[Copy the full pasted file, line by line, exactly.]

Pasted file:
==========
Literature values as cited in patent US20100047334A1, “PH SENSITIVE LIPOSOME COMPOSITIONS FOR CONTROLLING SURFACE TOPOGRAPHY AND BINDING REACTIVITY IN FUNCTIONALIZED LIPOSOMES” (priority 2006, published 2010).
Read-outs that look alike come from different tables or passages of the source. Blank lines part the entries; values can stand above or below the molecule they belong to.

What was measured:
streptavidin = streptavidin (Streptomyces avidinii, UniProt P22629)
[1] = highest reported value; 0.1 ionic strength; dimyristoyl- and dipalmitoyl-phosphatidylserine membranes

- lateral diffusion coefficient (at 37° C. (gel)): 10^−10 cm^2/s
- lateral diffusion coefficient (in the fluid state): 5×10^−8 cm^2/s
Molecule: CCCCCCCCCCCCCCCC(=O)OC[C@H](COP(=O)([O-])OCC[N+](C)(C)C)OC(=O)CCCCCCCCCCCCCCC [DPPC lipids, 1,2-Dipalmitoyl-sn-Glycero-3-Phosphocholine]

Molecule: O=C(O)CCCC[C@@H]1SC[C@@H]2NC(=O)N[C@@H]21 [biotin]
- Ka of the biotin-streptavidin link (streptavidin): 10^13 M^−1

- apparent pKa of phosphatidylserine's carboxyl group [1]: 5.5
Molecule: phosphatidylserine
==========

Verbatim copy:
Literature values as cited in patent US20100047334A1, “PH SENSITIVE LIPOSOME COMPOSITIONS FOR CONTROLLING SURFACE TOPOGRAPHY AND BINDING REACTIVITY IN FUNCTIONALIZED LIPOSOMES” (priority 2006, published 2010).
Read-outs that look alike come from different tables or passages of the source. Blank lines part the entries; values can stand above or below the molecule they belong to.

What was measured:
streptavidin = streptavidin (Streptomyces avidinii, UniProt P22629)
[1] = highest reported value; 0.1 ionic strength; dimyristoyl- and dipalmitoyl-phosphatidylserine membranes

- lateral diffusion coefficient (at 37° C. (gel)): 10^−10 cm^2/s
- lateral diffusion coefficient (in the fluid state): 5×10^−8 cm^2/s
Molecule: CCCCCCCCCCCCCCCC(=O)OC[C@H](COP(=O)([O-])OCC[N+](C)(C)C)OC(=O)CCCCCCCCCCCCCCC [DPPC lipids, 1,2-Dipalmitoyl-sn-Glycero-3-Phosphocholine]

Molecule: O=C(O)CCCC[C@@H]1SC[C@@H]2NC(=O)N[C@@H]21 [biotin]
- Ka of the biotin-streptavidin link (streptavidin): 10^13 M^−1

- apparent pKa of phosphatidylserine's carboxyl group [1]: 5.5
Molecule: phosphatidylserine